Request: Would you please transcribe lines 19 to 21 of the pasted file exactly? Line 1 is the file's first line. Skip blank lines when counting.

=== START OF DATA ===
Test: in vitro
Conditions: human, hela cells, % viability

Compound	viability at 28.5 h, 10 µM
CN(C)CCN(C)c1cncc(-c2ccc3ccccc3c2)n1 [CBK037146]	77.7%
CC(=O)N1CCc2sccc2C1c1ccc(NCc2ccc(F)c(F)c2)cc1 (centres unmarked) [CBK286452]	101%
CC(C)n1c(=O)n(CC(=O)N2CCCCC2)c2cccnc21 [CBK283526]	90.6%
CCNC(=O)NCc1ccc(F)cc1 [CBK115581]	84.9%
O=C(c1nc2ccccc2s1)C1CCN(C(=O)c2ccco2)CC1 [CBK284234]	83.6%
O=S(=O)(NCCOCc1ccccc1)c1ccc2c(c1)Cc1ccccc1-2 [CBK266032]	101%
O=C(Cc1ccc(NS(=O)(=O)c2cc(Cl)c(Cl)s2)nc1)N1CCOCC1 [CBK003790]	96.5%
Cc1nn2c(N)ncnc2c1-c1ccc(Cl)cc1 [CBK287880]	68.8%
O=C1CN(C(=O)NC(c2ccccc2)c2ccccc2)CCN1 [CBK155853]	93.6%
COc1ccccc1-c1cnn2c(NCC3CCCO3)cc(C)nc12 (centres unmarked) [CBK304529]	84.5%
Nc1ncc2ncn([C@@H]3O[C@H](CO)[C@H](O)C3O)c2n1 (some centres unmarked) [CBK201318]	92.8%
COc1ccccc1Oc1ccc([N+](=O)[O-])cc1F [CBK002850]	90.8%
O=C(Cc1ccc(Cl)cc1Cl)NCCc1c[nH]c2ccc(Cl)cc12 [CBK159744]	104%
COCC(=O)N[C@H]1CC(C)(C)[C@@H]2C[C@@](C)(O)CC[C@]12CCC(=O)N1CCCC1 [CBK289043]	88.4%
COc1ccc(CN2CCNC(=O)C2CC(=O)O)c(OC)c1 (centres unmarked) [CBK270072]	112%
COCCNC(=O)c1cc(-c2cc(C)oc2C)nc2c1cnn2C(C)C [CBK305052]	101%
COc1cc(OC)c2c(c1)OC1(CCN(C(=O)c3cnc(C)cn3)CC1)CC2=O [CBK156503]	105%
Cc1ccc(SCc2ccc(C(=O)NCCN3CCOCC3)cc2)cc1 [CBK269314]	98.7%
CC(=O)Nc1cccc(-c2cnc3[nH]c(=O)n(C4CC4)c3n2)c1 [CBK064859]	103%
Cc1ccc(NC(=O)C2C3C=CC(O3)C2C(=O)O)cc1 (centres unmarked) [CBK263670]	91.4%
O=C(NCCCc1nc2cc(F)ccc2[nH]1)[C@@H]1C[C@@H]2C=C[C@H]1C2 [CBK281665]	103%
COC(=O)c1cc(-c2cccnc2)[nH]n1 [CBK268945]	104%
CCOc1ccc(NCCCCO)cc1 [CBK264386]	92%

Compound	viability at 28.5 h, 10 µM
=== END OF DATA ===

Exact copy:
COCCNC(=O)c1cc(-c2cc(C)oc2C)nc2c1cnn2C(C)C [CBK305052]	101%
COc1cc(OC)c2c(c1)OC1(CCN(C(=O)c3cnc(C)cn3)CC1)CC2=O [CBK156503]	105%
Cc1ccc(SCc2ccc(C(=O)NCCN3CCOCC3)cc2)cc1 [CBK269314]	98.7%